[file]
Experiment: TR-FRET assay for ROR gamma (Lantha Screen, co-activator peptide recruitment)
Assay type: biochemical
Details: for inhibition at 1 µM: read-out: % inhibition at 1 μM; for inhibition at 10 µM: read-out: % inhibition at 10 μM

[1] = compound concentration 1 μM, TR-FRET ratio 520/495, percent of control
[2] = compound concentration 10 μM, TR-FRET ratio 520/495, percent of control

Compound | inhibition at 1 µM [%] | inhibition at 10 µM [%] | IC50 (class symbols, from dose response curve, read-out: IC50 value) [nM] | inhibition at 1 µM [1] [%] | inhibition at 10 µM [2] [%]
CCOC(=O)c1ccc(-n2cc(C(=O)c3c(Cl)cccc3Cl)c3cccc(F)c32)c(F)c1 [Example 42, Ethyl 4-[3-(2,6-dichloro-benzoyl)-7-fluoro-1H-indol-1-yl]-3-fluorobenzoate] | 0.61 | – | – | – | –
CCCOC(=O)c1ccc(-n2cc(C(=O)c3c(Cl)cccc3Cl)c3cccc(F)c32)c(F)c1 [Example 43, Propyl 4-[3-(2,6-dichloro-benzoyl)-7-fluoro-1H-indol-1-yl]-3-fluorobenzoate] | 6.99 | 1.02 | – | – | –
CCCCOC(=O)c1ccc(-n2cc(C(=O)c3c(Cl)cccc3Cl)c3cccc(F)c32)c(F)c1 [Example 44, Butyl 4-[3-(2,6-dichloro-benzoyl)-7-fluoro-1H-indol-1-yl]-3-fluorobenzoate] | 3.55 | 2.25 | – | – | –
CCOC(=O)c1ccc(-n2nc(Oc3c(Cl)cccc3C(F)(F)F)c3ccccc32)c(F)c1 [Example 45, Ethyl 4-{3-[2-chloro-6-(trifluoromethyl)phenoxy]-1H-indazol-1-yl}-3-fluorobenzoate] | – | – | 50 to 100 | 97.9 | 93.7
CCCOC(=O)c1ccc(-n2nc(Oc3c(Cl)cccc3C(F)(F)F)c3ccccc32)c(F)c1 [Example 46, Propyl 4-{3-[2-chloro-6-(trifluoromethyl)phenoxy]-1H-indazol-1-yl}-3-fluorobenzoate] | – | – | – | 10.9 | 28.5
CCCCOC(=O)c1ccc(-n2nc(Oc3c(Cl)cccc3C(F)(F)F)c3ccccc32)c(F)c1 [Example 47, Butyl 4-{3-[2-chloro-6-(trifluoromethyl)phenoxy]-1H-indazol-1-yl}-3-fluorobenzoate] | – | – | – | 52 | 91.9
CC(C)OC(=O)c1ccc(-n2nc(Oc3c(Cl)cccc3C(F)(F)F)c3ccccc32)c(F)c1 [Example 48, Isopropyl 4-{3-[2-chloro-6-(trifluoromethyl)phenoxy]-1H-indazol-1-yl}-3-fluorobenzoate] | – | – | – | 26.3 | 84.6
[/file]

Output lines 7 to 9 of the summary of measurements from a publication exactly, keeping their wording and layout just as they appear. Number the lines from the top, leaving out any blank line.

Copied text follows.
CCOC(=O)c1ccc(-n2cc(C(=O)c3c(Cl)cccc3Cl)c3cccc(F)c32)c(F)c1 [Example 42, Ethyl 4-[3-(2,6-dichloro-benzoyl)-7-fluoro-1H-indol-1-yl]-3-fluorobenzoate] | 0.61 | – | – | – | –
CCCOC(=O)c1ccc(-n2cc(C(=O)c3c(Cl)cccc3Cl)c3cccc(F)c32)c(F)c1 [Example 43, Propyl 4-[3-(2,6-dichloro-benzoyl)-7-fluoro-1H-indol-1-yl]-3-fluorobenzoate] | 6.99 | 1.02 | – | – | –
CCCCOC(=O)c1ccc(-n2cc(C(=O)c3c(Cl)cccc3Cl)c3cccc(F)c32)c(F)c1 [Example 44, Butyl 4-[3-(2,6-dichloro-benzoyl)-7-fluoro-1H-indol-1-yl]-3-fluorobenzoate] | 3.55 | 2.25 | – | – | –